Scientists have linked Arctic sea ice loss to a deadly virus that could threaten marine mammals in the North Pacific, according to a new study.
Researchers identified phocine distemper virus, or PDV, a pathogen responsible for killing thousands of European harbor seals in the North Atlantic in 2002, in northern sea otters in Alaska in 2004, raising questions about when and how the virus reached them.
The 15-year study, published in the journal Scientific Reports, highlights how the radical reshaping of historic sea ice may have opened pathways for contact between Arctic and sub-Arctic seals that was previously impossible. This allowed for the virus’ introduction into the Northern Pacific Ocean.
“The loss of sea ice is leading marine wildlife to seek and forage in new habitats and removing that physical barrier, allowing for new pathways for them to move,” says corresponding author Tracey Goldstein, associate director of the One Health Institute at the School of Veterinary Medicine at the University of California, Davis.
“As animals move and come in contact with other species, they carry opportunities to introduce and transmit new infectious disease, with potentially devastating impacts.”
Researchers sampled marine mammals for phocine distemper virus exposure and infection from 2001 to 2016. Sampled mammals included ice-associated seals, northern fur seals, Steller sea lions, and northern sea otters from Southeast Alaska to Russia along the Aleutian Islands and the Bering, Chukchi, and Beaufort seas.
They assessed Arctic ocean sea ice and open water routes from the North Atlantic to North Pacific oceans. Satellite telemetry data helped link animal movement and risk factor data to demonstrate that exposed animals have the potential to carry phocine distemper virus long distances.
The researchers identified widespread infection and exposure to the virus across the North Pacific Ocean beginning in 2003, with a second peak of exposure and infection in 2009. These peaks coincided with reductions in Arctic sea ice extent.
“As sea ice continues its melting trend, the opportunities for this virus and other pathogens to cross between North Atlantic and North Pacific marine mammals may become more common,” says first author Elizabeth VanWormer, a postdoctoral researcher at UC Davis during the study and currently an assistant professor at the University of Nebraska, Lincoln.
“This study highlights the need to understand PDV transmission and the potential for outbreaks in sensitive species within this rapidly changing environment.”
Additional coauthors are from the University of Saint Andrews, the US Fish and Wildlife Service, National Oceanic and Atmospheric Administration Fisheries, Alaska Fisheries Science Center Marine Mammal Center, the University of Glasgow, Alaska Department of Fish and Game, the University of Alaska-Fairbanks, Queens University Belfast, Pirbright Institute, and the Alaska Veterinary Pathology.
The Morris Animal Foundation, the NOAA Oceans and Human Health Graduate Traineeship Program, the Alaska Fisheries Science Center Marine Mammal Laboratory, and the US Fish and Wildlife Service funded the work.
Life After Carbon: The Next Global Transformation of Cities
by Peter Plastrik , John Cleveland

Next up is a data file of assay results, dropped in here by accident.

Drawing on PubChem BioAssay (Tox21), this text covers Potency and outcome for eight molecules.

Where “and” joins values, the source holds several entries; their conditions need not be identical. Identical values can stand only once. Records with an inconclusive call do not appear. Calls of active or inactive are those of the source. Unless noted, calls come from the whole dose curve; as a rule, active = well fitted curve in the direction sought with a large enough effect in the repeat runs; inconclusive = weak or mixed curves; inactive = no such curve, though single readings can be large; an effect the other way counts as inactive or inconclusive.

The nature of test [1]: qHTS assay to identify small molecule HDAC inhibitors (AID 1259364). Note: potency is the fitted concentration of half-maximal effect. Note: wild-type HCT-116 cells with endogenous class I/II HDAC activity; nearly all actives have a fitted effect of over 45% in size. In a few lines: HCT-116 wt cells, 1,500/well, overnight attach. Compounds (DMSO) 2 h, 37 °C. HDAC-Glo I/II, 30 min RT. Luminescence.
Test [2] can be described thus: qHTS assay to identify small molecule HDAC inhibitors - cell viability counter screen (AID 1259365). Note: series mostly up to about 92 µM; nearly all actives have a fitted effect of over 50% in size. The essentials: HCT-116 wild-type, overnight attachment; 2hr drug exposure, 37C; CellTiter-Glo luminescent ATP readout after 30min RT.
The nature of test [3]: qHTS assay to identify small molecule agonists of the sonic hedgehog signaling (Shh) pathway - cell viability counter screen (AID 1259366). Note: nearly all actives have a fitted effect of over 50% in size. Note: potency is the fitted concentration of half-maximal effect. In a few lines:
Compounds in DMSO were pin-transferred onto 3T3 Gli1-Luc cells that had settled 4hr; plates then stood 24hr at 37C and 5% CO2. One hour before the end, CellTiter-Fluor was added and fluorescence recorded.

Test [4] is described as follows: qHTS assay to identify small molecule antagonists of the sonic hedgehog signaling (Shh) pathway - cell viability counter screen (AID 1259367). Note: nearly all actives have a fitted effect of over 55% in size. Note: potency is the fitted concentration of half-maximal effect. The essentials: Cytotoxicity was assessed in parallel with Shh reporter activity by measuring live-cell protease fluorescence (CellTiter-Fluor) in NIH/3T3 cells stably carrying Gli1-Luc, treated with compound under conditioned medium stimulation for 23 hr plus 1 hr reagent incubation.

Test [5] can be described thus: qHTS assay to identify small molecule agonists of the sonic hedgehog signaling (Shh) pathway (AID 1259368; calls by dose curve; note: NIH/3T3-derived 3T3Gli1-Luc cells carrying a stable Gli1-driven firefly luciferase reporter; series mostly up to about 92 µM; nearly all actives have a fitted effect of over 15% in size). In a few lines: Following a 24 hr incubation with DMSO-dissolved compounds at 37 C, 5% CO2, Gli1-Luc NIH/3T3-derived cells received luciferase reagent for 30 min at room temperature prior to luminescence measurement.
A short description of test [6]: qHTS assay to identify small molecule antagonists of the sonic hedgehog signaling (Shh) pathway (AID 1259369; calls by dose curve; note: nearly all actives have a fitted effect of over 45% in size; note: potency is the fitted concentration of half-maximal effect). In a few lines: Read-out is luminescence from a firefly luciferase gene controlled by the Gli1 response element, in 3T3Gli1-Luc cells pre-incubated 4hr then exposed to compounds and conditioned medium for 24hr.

The future of our cities is not what it used to be. The modern-city model that took hold globally in the twentieth century has outlived its usefulness. It cannot solve the problems it helped to create—especially global warming. Fortunately, a new model for urban development is emerging in cities to aggressively tackle the realities of climate change. It transforms the way cities design and use physical space, generate economic wealth, consume and dispose of resources, exploit and sustain the natural ecosystems, and prepare for the future. Available On Amazon
by Elizabeth Kolbert
Over the last half-billion years, there have been Five mass extinctions, when the diversity of life on earth suddenly and dramatically contracted. Scientists around the world are currently monitoring the sixth extinction, predicted to be the most devastating extinction event since the asteroid impact that wiped out the dinosaurs. This time around, the cataclysm is us. In prose that is at once frank, entertaining, and deeply informed, New Yorker writer Elizabeth Kolbert tells us why and how human beings have altered life on the planet in a way no species has before. Interweaving research in half a dozen disciplines, descriptions of the fascinating species that have already been lost, and the history of extinction as a concept, Kolbert provides a moving and comprehensive account of the disappearances occurring before our very eyes. She shows that the sixth extinction is likely to be mankind's most lasting legacy, compelling us to rethink the fundamental question of what it means to be human. Available On Amazon
Climate Wars: The Fight for Survival as the World Overheats
by Gwynne Dyer
Waves of climate refugees. Dozens of failed states. All-out war. From one of the world’s great geopolitical analysts comes a terrifying glimpse of the strategic realities of the near future, when climate change drives the world’s powers towards the cut-throat politics of survival. Prescient and unflinching, Climate Wars will be one of the most important books of the coming years. Read it and find out what we’re heading for. Available On Amazon
From The Publisher:
Purchases on Amazon go to defray the cost of bringing you InnerSelf.comelf.com, MightyNatural.com, and ClimateImpactNews.com at no cost and without advertisers that track your browsing habits. Even if you click on a link but don't buy these selected products, anything else you buy in that same visit on Amazon pays us a small commission. There is no additional cost to you, so please contribute to the effort. You can also use this link to use to Amazon at any time so you can help support our efforts.